The chairman of Nex Group has reimbursed the company out of his own pocket for political donations targeting Liberal Democrat MPs at the General Election after major shareholder representatives objected.
Vince Cable’s Twickenham seat was among the targets of five separate £5,000 donations by the electronic trading firm to candidates in tight marginals between Liberal Democrat and Conservative candidates.
Charles Gregson repaid the £25,000 after shareholder groups including Institutional Shareholder Services (ISS) and the Investment Association disapproved of the political donations.
Other seats targeted by the donations included Kingston and Surbiton, where former Lib Dem government minister Ed Davey returned to Parliament, and Cheltenham, where Conservative MP Alex Chalk successfully defended his seat.
The Lib Dem’s Wera Hobhouse also gained her Bath seat from Conservative Ben Howlett, while in Thornbury and Yate Luke Hall held his seat for the Tories.
The company, formerly part of Icap, said it would not offer political donations in the future. Its founder and chief executive, Michael Spencer, is a prominent Conservative donor.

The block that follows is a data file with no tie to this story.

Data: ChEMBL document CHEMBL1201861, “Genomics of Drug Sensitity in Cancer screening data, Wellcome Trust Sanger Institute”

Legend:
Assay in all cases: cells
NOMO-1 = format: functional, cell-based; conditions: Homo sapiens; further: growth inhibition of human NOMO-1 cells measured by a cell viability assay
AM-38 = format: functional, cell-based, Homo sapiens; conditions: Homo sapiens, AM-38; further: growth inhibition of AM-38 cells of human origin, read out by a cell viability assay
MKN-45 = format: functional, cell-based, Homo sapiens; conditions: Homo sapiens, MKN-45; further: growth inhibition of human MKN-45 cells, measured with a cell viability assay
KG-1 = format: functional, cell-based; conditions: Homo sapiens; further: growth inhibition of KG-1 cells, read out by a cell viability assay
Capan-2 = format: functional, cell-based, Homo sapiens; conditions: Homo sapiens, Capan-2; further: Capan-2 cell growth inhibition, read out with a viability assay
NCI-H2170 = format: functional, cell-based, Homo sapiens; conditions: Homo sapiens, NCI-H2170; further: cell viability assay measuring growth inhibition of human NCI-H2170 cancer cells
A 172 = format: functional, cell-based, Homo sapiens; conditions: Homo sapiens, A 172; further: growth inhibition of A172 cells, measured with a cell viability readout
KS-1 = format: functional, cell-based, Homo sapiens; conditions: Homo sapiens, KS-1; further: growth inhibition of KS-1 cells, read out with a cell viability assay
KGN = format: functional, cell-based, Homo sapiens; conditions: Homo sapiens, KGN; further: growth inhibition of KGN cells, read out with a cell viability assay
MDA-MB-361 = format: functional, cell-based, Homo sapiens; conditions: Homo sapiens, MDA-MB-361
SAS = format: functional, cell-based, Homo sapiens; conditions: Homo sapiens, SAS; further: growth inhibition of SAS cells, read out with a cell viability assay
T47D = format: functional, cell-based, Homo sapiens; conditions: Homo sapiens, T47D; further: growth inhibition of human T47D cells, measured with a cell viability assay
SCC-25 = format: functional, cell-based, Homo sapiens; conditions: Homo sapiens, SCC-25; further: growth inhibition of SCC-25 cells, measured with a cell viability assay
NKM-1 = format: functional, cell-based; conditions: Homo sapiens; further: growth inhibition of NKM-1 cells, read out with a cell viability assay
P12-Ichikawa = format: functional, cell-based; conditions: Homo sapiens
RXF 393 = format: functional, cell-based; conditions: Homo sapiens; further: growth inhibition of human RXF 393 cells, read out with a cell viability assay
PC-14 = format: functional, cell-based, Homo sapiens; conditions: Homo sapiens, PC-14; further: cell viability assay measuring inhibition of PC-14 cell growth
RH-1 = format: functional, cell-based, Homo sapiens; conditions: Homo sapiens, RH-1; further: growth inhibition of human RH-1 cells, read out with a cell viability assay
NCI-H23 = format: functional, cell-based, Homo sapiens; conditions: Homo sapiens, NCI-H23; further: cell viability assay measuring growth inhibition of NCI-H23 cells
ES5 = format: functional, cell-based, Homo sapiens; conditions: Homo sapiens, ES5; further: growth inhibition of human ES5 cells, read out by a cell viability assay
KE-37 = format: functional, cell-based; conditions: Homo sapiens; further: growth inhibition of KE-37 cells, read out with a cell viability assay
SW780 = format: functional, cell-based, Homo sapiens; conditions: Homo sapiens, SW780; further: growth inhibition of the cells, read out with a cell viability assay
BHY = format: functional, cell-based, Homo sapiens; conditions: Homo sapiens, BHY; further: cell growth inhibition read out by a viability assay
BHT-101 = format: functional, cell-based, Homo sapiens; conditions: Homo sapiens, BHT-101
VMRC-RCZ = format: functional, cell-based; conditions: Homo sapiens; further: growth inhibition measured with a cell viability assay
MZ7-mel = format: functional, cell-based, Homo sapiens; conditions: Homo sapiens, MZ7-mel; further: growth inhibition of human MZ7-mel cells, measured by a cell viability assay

In a statement Nex said the donations were “an initiative by the company’s chairman”. They were “approved by the board as being in the best interest of the company and its shareholders”, the statement added.
Nex added: “After consultation with shareholders and governance groups, it is clear that a number of them are opposed to public companies making modest political donations, even when supported by a strong business case.”
Corporate political donations are legal in the UK and the US, unlike in some other nations such as France. However, corporate governance groups such as the International Corporate Governance Network are wary of the practice.